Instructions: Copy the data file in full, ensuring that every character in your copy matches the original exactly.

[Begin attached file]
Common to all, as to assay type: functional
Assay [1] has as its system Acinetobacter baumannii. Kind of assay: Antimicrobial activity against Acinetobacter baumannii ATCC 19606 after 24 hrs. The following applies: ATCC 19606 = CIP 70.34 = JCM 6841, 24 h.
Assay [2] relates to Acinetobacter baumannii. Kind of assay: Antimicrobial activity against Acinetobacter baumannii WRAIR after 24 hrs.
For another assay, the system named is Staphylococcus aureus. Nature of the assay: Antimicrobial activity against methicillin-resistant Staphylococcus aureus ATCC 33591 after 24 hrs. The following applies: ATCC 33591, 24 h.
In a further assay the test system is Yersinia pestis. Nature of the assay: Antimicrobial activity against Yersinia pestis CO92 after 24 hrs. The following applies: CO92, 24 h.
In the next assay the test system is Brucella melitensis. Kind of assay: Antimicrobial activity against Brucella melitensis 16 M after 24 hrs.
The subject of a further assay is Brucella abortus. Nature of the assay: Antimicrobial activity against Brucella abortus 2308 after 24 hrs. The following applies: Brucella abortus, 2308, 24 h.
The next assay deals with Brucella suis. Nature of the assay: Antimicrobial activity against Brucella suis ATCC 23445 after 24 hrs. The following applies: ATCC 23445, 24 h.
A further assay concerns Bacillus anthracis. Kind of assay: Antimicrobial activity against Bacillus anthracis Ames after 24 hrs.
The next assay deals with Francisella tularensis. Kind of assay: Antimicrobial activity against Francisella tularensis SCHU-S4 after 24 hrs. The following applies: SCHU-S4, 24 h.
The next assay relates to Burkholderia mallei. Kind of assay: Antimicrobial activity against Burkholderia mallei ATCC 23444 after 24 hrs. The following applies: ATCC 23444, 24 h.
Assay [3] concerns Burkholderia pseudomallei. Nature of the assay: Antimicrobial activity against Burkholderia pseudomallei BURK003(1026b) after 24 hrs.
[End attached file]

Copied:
Common to all, as to assay type: functional
Assay [1] has as its system Acinetobacter baumannii. Kind of assay: Antimicrobial activity against Acinetobacter baumannii ATCC 19606 after 24 hrs. The following applies: ATCC 19606 = CIP 70.34 = JCM 6841, 24 h.
Assay [2] relates to Acinetobacter baumannii. Kind of assay: Antimicrobial activity against Acinetobacter baumannii WRAIR after 24 hrs.
For another assay, the system named is Staphylococcus aureus. Nature of the assay: Antimicrobial activity against methicillin-resistant Staphylococcus aureus ATCC 33591 after 24 hrs. The following applies: ATCC 33591, 24 h.
In a further assay the test system is Yersinia pestis. Nature of the assay: Antimicrobial activity against Yersinia pestis CO92 after 24 hrs. The following applies: CO92, 24 h.
In the next assay the test system is Brucella melitensis. Kind of assay: Antimicrobial activity against Brucella melitensis 16 M after 24 hrs.
The subject of a further assay is Brucella abortus. Nature of the assay: Antimicrobial activity against Brucella abortus 2308 after 24 hrs. The following applies: Brucella abortus, 2308, 24 h.
The next assay deals with Brucella suis. Nature of the assay: Antimicrobial activity against Brucella suis ATCC 23445 after 24 hrs. The following applies: ATCC 23445, 24 h.
A further assay concerns Bacillus anthracis. Kind of assay: Antimicrobial activity against Bacillus anthracis Ames after 24 hrs.
The next assay deals with Francisella tularensis. Kind of assay: Antimicrobial activity against Francisella tularensis SCHU-S4 after 24 hrs. The following applies: SCHU-S4, 24 h.
The next assay relates to Burkholderia mallei. Kind of assay: Antimicrobial activity against Burkholderia mallei ATCC 23444 after 24 hrs. The following applies: ATCC 23444, 24 h.
Assay [3] concerns Burkholderia pseudomallei. Nature of the assay: Antimicrobial activity against Burkholderia pseudomallei BURK003(1026b) after 24 hrs.